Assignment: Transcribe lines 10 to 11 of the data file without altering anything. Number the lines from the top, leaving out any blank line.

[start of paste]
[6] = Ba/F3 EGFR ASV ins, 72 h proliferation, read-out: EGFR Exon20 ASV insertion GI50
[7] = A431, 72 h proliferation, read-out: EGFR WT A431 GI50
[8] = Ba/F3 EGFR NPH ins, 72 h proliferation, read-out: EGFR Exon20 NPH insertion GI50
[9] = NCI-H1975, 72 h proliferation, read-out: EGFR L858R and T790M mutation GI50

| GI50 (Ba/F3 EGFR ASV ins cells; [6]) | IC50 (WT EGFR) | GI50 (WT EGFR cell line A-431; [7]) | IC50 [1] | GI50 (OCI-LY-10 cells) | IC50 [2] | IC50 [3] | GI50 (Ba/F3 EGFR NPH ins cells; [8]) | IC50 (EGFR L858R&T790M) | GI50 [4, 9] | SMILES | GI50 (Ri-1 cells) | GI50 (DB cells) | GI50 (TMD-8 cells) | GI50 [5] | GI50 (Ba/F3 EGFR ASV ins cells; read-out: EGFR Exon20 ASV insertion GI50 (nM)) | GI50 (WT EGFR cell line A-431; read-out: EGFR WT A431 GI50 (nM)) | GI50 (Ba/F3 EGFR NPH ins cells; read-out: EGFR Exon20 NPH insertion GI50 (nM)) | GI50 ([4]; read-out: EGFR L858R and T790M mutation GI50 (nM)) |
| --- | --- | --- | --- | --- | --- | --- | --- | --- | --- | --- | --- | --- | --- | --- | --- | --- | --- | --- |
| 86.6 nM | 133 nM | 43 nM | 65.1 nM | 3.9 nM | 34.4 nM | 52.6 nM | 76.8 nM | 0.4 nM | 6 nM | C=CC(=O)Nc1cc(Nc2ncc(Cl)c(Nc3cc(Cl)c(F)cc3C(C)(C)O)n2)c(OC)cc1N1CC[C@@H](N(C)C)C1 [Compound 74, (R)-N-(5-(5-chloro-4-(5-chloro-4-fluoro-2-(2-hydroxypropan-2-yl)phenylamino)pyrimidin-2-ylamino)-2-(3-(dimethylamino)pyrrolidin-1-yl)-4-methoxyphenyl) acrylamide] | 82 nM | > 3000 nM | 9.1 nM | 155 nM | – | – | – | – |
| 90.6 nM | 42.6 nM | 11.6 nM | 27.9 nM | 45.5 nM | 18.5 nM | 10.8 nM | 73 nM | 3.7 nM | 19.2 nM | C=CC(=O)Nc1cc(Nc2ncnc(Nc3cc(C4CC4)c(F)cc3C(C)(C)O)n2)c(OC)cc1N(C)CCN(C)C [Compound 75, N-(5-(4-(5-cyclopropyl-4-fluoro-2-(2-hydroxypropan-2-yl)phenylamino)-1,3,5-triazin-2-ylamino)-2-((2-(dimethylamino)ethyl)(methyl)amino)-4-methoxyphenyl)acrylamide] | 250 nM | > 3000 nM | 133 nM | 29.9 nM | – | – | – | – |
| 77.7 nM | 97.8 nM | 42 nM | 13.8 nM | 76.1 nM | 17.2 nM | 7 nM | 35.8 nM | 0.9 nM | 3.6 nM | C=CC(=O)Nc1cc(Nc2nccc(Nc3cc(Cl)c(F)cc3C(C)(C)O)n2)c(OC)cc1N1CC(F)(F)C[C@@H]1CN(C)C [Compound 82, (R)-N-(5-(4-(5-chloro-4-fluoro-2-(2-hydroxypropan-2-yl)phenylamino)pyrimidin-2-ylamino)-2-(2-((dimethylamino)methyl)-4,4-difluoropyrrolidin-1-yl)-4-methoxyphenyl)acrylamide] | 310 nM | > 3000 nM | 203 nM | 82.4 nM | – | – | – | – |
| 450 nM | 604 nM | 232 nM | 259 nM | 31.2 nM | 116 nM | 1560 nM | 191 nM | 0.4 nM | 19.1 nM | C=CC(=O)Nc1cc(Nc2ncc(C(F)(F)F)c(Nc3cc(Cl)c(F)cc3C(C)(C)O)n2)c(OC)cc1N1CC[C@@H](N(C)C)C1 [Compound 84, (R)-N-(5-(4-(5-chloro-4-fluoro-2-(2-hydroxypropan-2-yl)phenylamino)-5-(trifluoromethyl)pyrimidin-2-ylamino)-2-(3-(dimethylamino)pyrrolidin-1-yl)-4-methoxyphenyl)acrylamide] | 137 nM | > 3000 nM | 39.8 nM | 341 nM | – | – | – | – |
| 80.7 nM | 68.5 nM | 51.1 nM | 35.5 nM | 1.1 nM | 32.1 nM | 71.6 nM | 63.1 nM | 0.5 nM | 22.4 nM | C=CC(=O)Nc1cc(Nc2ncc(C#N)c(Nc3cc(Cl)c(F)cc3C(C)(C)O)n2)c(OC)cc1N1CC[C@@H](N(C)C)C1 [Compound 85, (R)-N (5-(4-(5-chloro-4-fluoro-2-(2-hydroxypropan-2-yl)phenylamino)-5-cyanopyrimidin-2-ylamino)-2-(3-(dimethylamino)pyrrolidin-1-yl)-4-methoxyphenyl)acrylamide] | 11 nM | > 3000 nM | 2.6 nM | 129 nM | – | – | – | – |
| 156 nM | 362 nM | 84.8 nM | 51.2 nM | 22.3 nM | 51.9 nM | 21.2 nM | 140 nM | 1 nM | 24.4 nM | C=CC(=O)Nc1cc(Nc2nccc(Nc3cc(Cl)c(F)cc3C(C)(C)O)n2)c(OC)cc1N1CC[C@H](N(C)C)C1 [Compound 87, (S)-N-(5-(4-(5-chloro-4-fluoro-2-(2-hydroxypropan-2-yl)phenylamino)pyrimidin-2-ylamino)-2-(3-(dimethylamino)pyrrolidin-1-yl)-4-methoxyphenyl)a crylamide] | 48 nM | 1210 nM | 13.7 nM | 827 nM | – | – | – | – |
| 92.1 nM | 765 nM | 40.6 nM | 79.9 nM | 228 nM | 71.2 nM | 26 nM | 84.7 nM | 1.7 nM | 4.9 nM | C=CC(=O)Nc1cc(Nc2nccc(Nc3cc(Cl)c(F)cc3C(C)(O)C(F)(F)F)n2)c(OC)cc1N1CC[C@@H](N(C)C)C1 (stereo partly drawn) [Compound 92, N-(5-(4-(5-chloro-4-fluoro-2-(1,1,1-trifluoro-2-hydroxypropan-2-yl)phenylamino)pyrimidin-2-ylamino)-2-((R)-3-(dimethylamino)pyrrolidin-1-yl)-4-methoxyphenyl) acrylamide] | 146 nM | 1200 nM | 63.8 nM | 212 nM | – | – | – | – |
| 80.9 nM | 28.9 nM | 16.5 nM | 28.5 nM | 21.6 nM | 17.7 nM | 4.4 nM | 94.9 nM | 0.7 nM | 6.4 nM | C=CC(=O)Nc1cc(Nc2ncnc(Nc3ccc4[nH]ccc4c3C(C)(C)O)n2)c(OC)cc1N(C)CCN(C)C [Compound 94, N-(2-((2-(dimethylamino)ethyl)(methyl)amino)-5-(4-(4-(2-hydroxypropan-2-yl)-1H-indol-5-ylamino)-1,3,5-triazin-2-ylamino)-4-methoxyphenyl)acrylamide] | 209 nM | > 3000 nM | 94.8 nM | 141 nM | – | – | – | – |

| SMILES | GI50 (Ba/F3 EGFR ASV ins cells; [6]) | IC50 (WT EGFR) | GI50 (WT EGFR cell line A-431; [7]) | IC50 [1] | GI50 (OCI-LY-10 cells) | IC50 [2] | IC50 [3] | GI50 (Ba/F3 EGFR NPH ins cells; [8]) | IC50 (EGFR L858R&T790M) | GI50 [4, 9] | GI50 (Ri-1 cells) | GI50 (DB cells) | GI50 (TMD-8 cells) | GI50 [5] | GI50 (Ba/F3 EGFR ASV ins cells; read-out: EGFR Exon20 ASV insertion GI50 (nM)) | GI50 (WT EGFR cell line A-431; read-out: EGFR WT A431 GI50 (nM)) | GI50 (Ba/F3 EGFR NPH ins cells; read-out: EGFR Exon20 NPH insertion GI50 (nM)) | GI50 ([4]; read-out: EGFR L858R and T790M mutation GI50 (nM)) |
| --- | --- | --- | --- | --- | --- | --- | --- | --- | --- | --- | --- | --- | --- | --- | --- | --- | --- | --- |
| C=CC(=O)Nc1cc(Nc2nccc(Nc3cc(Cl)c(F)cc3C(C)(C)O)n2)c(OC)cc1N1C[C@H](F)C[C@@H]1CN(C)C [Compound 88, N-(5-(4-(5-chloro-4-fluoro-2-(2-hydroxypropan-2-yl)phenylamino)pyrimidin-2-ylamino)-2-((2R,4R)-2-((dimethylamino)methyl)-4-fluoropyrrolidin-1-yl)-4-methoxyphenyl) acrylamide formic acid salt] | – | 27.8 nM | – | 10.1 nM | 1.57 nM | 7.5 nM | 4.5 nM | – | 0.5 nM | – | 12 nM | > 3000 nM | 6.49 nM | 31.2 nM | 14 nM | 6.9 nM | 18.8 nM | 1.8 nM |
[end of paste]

| 450 nM | 604 nM | 232 nM | 259 nM | 31.2 nM | 116 nM | 1560 nM | 191 nM | 0.4 nM | 19.1 nM | C=CC(=O)Nc1cc(Nc2ncc(C(F)(F)F)c(Nc3cc(Cl)c(F)cc3C(C)(C)O)n2)c(OC)cc1N1CC[C@@H](N(C)C)C1 [Compound 84, (R)-N-(5-(4-(5-chloro-4-fluoro-2-(2-hydroxypropan-2-yl)phenylamino)-5-(trifluoromethyl)pyrimidin-2-ylamino)-2-(3-(dimethylamino)pyrrolidin-1-yl)-4-methoxyphenyl)acrylamide] | 137 nM | > 3000 nM | 39.8 nM | 341 nM | – | – | – | – |
| 80.7 nM | 68.5 nM | 51.1 nM | 35.5 nM | 1.1 nM | 32.1 nM | 71.6 nM | 63.1 nM | 0.5 nM | 22.4 nM | C=CC(=O)Nc1cc(Nc2ncc(C#N)c(Nc3cc(Cl)c(F)cc3C(C)(C)O)n2)c(OC)cc1N1CC[C@@H](N(C)C)C1 [Compound 85, (R)-N (5-(4-(5-chloro-4-fluoro-2-(2-hydroxypropan-2-yl)phenylamino)-5-cyanopyrimidin-2-ylamino)-2-(3-(dimethylamino)pyrrolidin-1-yl)-4-methoxyphenyl)acrylamide] | 11 nM | > 3000 nM | 2.6 nM | 129 nM | – | – | – | – |